The health benefits of oily fish have been widely reported including reduced risk for heart disease, depression and certain kinds of cancers. Eating fish rich in omega-3 fatty acids has also long been thought to be good for maintaining eye health.
Now new research from Johns Hopkins University backs up previous studies showing that fatty fish-eaters tend to have lower rates of advanced age-related macular degeneration (AMD) -- a condition where vision becomes increasingly blurry and distorted due to damage to part of retina. This can impair basic daily activities such as reading, driving or even recognizing faces.
While there is no cure for AMD, there are some treatments and lifestyle changes that can help to prevent serious vision loss.
The study, published in the journal Ophthalmology, indicates that omega-3 fatty acids -- found in oily fish such as salmon, albacore tuna and mackerel -- may affect the development or progression of AMD.
Researchers looked at data from 2,520 adults aged 65 to 84 who underwent eye exams and completed detailed dietary questionnaires. And while they found no clear relationship between participants' reported fish intake and the risk of AMD, there was a link between higher intake of omega-3-rich fish and the odds of having advanced AMD, the most serious stage of the condition.
In fact, participants who ate one or more servings of such fish on a weekly basis were 60 per cent less likely to have advanced AMD than those who averaged less than a serving per week. However, the relationship between participant's fish intake and the risk of AMD -- as opposed to advanced AMD -- was less clear.
The study took into account known risk factors such as gender, race and smoking habits, which have been previously connected with AMD. (Women face a greater risk of AMD than men, whites are at greater risk than African Americans and smokers face a higher risk than non-smokers.)
"While the current research indicates that a diet rich in omega-3 fatty acids can reduce the risk of late AMD in some patients, more research is still necessary," study leader Bonnielin K. Swenor from Johns Hopkins University told Reuters.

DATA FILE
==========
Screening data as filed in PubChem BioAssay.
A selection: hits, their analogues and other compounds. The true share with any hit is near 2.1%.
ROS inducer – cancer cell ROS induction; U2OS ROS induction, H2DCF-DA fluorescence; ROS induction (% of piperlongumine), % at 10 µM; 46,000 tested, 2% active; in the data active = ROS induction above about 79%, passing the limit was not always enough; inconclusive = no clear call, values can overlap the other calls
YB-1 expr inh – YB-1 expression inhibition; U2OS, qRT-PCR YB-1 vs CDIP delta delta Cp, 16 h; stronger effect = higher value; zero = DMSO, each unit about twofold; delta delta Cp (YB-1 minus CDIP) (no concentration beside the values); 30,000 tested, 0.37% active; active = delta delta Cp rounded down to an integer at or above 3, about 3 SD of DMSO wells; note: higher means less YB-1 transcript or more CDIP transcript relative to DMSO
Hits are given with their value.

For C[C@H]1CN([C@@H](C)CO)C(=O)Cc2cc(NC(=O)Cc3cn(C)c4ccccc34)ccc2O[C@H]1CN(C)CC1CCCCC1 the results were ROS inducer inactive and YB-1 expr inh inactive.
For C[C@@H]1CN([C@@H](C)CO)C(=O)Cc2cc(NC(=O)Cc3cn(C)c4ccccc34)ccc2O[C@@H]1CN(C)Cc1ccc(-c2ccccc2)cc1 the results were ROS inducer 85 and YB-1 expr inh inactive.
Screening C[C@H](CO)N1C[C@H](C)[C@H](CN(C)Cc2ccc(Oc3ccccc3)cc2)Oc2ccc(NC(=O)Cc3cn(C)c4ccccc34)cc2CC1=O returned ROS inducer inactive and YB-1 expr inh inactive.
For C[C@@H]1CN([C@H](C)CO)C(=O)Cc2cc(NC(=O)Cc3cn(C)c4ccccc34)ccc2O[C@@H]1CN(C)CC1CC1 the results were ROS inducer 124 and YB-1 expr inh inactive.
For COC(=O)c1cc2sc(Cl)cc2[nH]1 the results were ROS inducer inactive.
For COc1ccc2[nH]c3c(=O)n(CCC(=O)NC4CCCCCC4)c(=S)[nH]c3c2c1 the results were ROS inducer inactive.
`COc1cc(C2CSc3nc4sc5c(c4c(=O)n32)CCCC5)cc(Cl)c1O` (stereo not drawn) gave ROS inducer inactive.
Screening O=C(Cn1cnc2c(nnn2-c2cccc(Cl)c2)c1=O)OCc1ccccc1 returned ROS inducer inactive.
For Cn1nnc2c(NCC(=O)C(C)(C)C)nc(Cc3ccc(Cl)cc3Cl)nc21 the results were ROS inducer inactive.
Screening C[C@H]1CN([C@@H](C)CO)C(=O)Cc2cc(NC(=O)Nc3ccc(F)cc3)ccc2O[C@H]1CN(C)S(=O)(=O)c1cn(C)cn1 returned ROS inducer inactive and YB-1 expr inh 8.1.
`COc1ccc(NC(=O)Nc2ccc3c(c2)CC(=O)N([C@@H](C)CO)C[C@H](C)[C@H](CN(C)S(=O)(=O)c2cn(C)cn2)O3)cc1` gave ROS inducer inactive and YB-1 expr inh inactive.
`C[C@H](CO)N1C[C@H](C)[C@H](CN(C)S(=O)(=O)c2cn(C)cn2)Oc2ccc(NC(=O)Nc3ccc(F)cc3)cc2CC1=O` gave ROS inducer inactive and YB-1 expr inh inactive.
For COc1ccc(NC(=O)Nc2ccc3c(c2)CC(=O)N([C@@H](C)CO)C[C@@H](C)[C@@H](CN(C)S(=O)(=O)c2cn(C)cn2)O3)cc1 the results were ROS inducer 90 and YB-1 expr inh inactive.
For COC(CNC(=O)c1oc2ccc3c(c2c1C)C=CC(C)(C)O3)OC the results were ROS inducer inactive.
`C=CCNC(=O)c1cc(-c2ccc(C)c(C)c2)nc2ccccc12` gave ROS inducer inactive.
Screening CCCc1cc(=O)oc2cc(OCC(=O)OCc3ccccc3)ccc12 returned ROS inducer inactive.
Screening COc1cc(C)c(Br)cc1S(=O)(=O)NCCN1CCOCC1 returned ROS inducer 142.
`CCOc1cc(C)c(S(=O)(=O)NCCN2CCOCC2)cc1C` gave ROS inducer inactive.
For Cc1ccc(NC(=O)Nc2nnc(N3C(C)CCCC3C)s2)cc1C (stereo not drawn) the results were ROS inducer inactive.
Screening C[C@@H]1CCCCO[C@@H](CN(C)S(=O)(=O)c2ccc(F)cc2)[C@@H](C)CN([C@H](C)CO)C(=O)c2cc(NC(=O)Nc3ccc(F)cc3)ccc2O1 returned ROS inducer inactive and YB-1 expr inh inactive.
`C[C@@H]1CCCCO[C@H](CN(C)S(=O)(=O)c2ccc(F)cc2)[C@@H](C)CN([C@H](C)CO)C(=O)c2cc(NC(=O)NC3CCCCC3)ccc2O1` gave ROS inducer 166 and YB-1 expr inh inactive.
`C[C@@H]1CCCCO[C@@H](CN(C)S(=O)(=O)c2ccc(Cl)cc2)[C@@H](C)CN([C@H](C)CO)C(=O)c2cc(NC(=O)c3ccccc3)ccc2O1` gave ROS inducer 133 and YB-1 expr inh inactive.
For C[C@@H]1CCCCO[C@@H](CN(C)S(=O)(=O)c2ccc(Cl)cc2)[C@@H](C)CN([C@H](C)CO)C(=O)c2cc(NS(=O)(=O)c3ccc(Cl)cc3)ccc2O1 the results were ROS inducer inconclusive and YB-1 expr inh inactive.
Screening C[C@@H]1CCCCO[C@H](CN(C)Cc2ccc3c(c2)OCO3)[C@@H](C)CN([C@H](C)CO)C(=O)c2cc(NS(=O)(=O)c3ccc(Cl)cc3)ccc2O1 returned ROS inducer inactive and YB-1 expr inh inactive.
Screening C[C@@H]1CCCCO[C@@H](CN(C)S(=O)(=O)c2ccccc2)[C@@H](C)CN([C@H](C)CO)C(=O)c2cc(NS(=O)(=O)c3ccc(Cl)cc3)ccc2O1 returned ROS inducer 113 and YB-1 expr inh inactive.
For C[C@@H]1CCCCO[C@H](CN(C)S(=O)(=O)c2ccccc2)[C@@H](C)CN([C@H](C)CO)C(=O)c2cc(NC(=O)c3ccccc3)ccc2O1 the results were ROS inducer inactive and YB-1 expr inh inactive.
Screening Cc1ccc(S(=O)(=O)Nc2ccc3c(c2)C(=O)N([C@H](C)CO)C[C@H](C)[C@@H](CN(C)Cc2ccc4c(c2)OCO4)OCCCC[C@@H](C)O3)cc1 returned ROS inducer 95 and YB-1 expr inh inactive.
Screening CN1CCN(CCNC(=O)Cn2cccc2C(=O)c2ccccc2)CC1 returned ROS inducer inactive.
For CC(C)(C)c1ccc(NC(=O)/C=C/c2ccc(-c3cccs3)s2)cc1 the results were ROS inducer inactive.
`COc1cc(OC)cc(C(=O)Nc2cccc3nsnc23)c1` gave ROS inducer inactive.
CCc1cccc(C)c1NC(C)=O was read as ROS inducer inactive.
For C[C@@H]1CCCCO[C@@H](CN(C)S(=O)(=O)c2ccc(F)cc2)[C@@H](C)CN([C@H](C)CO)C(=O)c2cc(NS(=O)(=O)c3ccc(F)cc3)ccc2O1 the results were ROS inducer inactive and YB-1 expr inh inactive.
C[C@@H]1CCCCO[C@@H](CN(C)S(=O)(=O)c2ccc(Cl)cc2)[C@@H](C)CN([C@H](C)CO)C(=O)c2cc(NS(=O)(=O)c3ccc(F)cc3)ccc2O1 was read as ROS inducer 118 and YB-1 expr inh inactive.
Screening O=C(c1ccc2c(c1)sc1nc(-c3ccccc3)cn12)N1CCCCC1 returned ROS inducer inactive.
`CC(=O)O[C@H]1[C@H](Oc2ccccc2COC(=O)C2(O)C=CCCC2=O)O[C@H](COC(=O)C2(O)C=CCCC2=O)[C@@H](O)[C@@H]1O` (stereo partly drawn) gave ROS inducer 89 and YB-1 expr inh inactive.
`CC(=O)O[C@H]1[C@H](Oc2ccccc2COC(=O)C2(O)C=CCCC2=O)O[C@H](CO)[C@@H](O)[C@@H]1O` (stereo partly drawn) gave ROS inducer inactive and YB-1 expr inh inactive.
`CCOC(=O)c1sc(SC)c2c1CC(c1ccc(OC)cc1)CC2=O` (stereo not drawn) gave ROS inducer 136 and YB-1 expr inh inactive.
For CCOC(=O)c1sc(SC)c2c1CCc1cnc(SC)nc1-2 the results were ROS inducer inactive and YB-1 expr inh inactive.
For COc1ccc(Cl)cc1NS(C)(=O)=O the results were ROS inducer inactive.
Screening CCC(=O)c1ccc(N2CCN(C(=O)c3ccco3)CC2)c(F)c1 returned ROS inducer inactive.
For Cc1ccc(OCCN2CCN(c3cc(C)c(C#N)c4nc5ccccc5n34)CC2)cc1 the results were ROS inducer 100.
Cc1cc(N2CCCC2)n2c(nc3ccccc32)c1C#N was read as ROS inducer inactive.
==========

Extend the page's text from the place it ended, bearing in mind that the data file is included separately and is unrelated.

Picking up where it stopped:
The fact that the study was "cross-sectional" -- meaning it analyzed participants at one point in time rather than following them over time – means that its difficult to know for sure if the participants' reported diet habits preceded the development of the eye disease.
Foods For Healthy Eyes
In addition to fatty fish, there is growing evidence that fresh fruits and dark green, leafy vegetables -- foods rich in vitamins C and E, selenium, and carotenoids (including beta-carotene, lutein and zeaxanthin) -- may delay or reduce the severity of AMD.
To reap the most health benefits, select the freshest, most colourful veggies and fruits you can find -- think red, dark green, orange or yellow. Some top foods for your peepers include carrots, corn, kiwi, pumpkin, yellow squash, red grapes, tomatoes, spinach, kale, collard greens and green peas.
Nuts are another source of omega-3 fatty acids -- and they also contain copper, which it thought to play a role in preventing age-related eye diseases.
Foods to Avoid
A high-fat, high-cholesterol diet is not only bad for your heart, but it can lead to fatty plaque deposits in the macular vessels -- which can hamper blood flow and increase the risk of AMD.
Similar to guidelines for cardiovascular health, experts recommend maintaining a diet low in fat to keep your eyes healthy. Research has also shown that consuming red meat 10 times a week or more puts you at a 47 per cent higher risk for macular degeneration.
Vitamins and Supplements
A high-dose formulation of antioxidants and zinc can significantly reduce the risk of advanced AMD and its associated vision loss, according to The National Eye Institute's Age-Related Eye Disease Study (AREDS). This is often recommended for people with intermediate AMD in one or both eyes.
Because there can be harmful side effects, including urinary tract problems, to high-dose supplements, be sure to consult with your doctor before taking supplements in high doses.
Other Preventative Measures
Experts also recommend making other healthy lifestyle choices to help prevent AMD:
- Smoking. If you smoke, quit. Studies have shown that people who smoke may be 3-4 times more likely to have AMD.
- Exercise. Not only can physical activity reduce risk for AMD, but it may also slow progression of the disease.
- Watch your numbers. This includes controlling your weight, blood pressure and cholesterol levels.
- Adequate protection. Protect your eyes and be sure to wear sunglasses, especially in strong sunlight.